Corrections Center Moves So MGM Can Build Springfield Casino
A substance abuse treatment program for jail inmates from throughout western Massachusetts has moved out of its longtime home in Springfield to make way for construction of the MGM casino.
The Western Massachusetts Correctional Alcohol Center has vacated the building in Springfield where it opened 30 years ago, adhering to a May 8th deadline to turn the property over to MGM. But, it will be another two weeks before the rehab program is operating in its new, albeit temporary, location in a former nursing home in Holyoke.
The planned move from Howard Street in Springfield to the former Holyoke Geriatric Authority building was announced three weeks ago by Hampden County Sheriff Mike Ashe putting an end to months of uncertainty about the fate of the successful drug rehab program.
Inmates in the treatment program are being housed in a pre-release center outside the secure gates of the main county jail in Ludlow while work is done to retrofit the former nursing home, according to a spokesman for Ashe. There has been no interruption to the inmates’ rehabilitation regimen.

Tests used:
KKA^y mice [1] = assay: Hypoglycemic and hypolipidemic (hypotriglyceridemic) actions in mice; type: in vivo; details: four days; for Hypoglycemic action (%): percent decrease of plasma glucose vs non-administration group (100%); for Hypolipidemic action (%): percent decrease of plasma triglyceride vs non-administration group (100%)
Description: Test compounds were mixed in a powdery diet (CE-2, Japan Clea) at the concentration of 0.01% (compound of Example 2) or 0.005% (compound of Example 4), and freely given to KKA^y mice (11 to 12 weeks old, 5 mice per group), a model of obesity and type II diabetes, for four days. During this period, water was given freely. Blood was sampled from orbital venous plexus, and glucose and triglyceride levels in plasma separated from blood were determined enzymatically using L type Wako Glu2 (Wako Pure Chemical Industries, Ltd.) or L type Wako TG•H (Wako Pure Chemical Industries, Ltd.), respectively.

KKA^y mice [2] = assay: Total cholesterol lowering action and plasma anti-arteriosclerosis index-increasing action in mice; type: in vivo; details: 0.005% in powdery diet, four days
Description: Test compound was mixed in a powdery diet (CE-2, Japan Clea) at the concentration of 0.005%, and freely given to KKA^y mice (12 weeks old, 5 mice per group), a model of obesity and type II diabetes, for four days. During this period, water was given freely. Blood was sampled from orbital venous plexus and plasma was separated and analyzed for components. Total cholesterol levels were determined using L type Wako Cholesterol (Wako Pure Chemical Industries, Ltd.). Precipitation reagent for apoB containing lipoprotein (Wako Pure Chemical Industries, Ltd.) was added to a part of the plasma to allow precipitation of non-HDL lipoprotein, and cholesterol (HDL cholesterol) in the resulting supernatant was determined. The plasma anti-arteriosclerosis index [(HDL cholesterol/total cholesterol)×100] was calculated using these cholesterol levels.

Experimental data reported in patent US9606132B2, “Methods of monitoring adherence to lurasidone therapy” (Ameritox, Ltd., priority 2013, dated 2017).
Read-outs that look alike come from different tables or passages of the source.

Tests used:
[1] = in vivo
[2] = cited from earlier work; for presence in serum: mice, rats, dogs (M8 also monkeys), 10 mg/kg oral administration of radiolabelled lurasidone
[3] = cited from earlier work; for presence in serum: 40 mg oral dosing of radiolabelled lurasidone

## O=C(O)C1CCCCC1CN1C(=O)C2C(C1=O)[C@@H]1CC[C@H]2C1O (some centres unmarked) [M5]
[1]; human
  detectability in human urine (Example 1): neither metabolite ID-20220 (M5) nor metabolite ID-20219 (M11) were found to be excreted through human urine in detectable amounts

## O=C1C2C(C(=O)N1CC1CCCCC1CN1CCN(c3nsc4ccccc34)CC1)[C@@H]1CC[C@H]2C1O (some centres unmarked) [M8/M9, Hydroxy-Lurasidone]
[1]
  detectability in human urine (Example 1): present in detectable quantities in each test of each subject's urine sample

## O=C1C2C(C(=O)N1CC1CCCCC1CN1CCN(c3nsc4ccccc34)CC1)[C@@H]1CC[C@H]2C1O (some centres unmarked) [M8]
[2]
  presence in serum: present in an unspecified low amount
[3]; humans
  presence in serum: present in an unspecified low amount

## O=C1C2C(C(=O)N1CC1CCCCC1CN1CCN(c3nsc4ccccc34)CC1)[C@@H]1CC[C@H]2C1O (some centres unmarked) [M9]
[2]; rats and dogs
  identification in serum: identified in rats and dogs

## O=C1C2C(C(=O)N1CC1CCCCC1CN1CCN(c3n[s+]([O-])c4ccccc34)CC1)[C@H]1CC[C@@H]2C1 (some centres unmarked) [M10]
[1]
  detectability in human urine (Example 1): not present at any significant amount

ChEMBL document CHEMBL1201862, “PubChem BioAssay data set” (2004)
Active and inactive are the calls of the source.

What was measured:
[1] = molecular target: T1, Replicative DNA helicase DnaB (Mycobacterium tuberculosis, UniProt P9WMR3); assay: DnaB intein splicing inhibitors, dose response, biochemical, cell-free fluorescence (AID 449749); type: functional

The number of inmates in the program, which varies from time to time, is down to around 100. The former nursing home has the capacity to treat 182 patients.
Holyoke DPW Superintendent Bill Fuquay said the building is in good shape, but because it has been vacant for nearly a year, it requires cleaning and some repairs before the sheriff’s department can move in.
" Get the life safety systems back on line. Because we had no heat in the building during the winter we drained the plumbing and sprinkler systems. We have to go back through those mechanical systems, repair what might have broken and reactivate them," he explained.
Additional retrofitting of the former nursing home to accommodate the needs of the treatment program includes the construction of a central security office and a large meeting room.
The sheriff’s department is leasing the building for 18 months and plans to move the rehab center back to Springfield.
More than 17,000 people have been treated in the program since it started in 1985. Hampden County District Attorney Anthony Gulluni said the center is a coveted placement for non-violent drug offenders.
"This is a wonderful institution that Sheriff Ashe started. It has literally helped thousands of people who suffered with addiction and that is something we are going to focus on going forward," he said.
A spokesperson for MGM Springfield said all tenants in the 19 buildings that the company acquired earlier this year have now moved out, or have finalized relocation plans. MGM is still waiting for state and local permits to begin actual demolition, but fences have been put around the vacant buildings.
The city of Springfield’s Department of Health and Human Services will move next month out of a building on State Street that MGM is going to tear down to build the casino.